Find your inner geek: Predictive social analytics speaks

Remember when I said, “as a market matures, businesses must be more sophisticated with their messaging and outreach, which includes timing, quality and relevance”? Now is that time.

If a business uses good, timely content that is relevant to its audience, it will find Facebook effective. The change to the Feed algorithm does not mean you should stop using Facebook as a marketing technique; it means you should find a way to stand out from the companies that use Facebook in one particular way (spam ads/posts), and make the investment in optimizing Facebook traffic. The ability to obtain and analyze “predictive” social data is even more critical in this changing Facebook world.

For example, Facebook’s implementation of hashtags has made it easier for companies to use predictive social analytics to identify hot leads and increase the chance for conversion. Social media is a ripe stomping ground for people to publicly share facts about their personal lives. From countdowns to “#movingday” or “#graduationday” to announcements of “#imengaged” or “#isaidyes” to personal interests like “#WalkingDeadFinalRocked” or “#RollingStones coming to town,” consumers constantly provide information that allows businesses to predict buying behavior by announcing definitive events or preferences that require specific products or services. This information alone significantly increases the chance for conversion, as businesses are presented hot, pre- and self-qualified leads.

Your current social marketing and monitoring methods are going extinct (i.e., Google shutting down Wildfire). Bombarding “Likers” or “followers” with multiple offers will not be effective in the new Facebook world — virtually no one will see your content, as it’s buried underneath stories of proposals, graduations and television spoilers, making your promotions irrelevant.

The bottom line: Don’t be upset with Facebook’s change. Embrace it, and outmarket your competitors. Predictive social behavior keeps your Facebook marketing efforts relevant and prosperous. The right tool then takes this data, applies predictive social analytics, identifies leads and locates users who have a definite purchase intent before they need to make a purchase decision. In doing so, brands keep messaging relevant, high quality, and likely highly converting.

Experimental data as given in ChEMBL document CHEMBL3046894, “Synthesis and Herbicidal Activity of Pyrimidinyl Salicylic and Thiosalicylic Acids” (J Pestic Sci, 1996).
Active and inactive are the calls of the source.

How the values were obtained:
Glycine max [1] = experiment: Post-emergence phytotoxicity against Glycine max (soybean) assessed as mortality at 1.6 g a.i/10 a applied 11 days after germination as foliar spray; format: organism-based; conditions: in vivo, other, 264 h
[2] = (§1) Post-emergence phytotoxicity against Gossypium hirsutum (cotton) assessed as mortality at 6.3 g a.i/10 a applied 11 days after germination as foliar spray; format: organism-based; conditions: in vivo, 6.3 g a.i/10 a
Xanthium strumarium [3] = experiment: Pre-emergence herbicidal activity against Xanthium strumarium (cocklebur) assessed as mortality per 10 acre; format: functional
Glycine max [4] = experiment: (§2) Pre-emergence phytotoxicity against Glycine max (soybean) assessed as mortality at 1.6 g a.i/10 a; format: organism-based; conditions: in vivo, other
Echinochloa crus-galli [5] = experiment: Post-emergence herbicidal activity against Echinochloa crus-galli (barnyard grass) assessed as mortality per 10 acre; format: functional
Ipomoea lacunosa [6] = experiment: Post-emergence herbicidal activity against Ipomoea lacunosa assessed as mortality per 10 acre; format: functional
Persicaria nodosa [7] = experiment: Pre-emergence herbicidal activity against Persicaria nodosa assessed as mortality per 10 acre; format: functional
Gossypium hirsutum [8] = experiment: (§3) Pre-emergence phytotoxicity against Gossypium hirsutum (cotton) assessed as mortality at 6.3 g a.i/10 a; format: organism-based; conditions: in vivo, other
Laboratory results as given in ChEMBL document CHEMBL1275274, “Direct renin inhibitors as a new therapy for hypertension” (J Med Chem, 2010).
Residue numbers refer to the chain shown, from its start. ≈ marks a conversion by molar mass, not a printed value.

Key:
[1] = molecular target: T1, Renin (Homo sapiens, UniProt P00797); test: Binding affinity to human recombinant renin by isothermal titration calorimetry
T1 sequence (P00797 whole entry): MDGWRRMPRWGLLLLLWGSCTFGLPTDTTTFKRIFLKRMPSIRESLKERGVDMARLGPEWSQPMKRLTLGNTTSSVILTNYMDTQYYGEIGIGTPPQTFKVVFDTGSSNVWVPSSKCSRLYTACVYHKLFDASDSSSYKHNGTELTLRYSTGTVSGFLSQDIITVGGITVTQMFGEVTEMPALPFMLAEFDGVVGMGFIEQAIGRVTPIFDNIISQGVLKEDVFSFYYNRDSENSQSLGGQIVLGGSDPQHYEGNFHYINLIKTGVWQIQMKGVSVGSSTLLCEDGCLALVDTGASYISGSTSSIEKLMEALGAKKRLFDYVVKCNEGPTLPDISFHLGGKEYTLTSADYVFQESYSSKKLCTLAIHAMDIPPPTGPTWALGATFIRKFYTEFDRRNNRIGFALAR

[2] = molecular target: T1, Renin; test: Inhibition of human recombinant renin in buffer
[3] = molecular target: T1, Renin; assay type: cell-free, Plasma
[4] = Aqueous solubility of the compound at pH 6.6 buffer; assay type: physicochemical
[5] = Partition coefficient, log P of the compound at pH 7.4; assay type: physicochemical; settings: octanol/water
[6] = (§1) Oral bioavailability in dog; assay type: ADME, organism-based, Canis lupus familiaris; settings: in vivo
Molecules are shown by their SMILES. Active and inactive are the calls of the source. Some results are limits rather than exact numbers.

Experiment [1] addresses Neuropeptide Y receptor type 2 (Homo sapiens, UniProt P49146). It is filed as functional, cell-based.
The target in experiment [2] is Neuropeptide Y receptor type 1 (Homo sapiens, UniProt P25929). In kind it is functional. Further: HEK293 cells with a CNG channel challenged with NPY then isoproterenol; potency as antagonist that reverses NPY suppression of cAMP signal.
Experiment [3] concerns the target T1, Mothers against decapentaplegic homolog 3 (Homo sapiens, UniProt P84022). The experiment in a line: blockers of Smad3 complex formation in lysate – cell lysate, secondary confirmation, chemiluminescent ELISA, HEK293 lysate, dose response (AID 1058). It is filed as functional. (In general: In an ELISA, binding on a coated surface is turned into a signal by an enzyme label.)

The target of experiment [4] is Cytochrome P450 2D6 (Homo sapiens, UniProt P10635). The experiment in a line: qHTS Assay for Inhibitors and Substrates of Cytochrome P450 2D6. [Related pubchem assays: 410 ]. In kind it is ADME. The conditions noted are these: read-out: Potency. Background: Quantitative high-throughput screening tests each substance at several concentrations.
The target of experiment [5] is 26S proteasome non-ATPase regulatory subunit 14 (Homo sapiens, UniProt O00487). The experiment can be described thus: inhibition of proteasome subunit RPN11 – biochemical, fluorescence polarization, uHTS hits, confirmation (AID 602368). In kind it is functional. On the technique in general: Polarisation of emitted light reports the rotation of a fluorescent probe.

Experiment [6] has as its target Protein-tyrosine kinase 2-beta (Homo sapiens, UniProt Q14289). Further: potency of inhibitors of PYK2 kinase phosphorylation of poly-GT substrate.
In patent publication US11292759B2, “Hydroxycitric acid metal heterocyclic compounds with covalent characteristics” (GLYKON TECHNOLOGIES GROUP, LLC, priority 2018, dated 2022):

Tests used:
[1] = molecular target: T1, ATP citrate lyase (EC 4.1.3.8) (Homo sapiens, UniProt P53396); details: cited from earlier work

Jeff Revoy is the CEO and president of the enterprise social media management suite Viralheat. Past positions include CRO of ChooChee (acquired by Deutche Telekom/T-Mobile in 2012), and CMO/CPO of iContact, where he led revenue, marketing, product and strategy through an impressive growth phase to an acquisition by Vocus in 2012. He has also served as vice president of Yahoo Search, and Yahoo Answers, and was president and general manager of interactive services at Embarq. Reach him @jrevoy.



1 comments
RBearSAT
RBearSAT

Interesting article. One point I would disagree with is that while you say Facebook users are pleased with the changes, I've found the opposite truly, especially after noting some of the changes on my Timeline. What almost all my friends have stated, as well as myself, is that the feed no longer produces relevant content to the situation. In many cases, the updates are as much as a day or two old, only surfaced to the top because of an interaction. In other words, the "Timeline" is no longer a timeline, but a somewhat random collection of statuses that seems to change by the refresh.


I agree that relevant content is critical to getting a brand's message out. After all, Facebook is all about a conversation. But to characterize the Timeline as something beneficial to the users is a stretch, in my opinion. Most of my friends dislike the pseudo-random nature of listings.


The real problem is, as you point out, there's really no other game in town with the audience or reach that Facebook has. So it's more a point to deal with their experimentation with the Timeline, and it's an experimentation with no real information to back the success of the algorithm. After all, what really is success for Facebook other than more sponsored content.